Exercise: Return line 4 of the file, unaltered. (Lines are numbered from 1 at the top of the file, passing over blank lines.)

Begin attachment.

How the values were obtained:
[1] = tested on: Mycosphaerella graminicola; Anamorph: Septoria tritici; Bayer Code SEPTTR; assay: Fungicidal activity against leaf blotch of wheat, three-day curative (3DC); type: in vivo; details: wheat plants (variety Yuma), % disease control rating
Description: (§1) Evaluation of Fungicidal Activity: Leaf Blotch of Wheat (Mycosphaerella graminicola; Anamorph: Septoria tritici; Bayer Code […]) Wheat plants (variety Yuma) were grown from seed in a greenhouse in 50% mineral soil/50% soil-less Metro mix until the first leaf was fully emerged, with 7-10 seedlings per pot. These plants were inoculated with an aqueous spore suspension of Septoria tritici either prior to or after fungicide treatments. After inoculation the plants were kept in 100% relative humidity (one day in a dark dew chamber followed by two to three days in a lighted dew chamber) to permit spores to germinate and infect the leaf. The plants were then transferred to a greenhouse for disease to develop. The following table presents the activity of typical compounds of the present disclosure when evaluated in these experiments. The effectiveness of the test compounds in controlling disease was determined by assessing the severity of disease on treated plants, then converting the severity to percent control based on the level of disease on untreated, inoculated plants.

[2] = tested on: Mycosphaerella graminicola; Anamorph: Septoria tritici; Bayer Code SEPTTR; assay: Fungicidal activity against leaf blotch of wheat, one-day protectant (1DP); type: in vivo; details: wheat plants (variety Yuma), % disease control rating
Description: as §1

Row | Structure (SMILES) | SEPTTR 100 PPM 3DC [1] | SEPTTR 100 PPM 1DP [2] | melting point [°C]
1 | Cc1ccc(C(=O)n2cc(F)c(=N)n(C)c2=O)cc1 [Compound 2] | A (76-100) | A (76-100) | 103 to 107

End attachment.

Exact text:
[2] = tested on: Mycosphaerella graminicola; Anamorph: Septoria tritici; Bayer Code SEPTTR; assay: Fungicidal activity against leaf blotch of wheat, one-day protectant (1DP); type: in vivo; details: wheat plants (variety Yuma), % disease control rating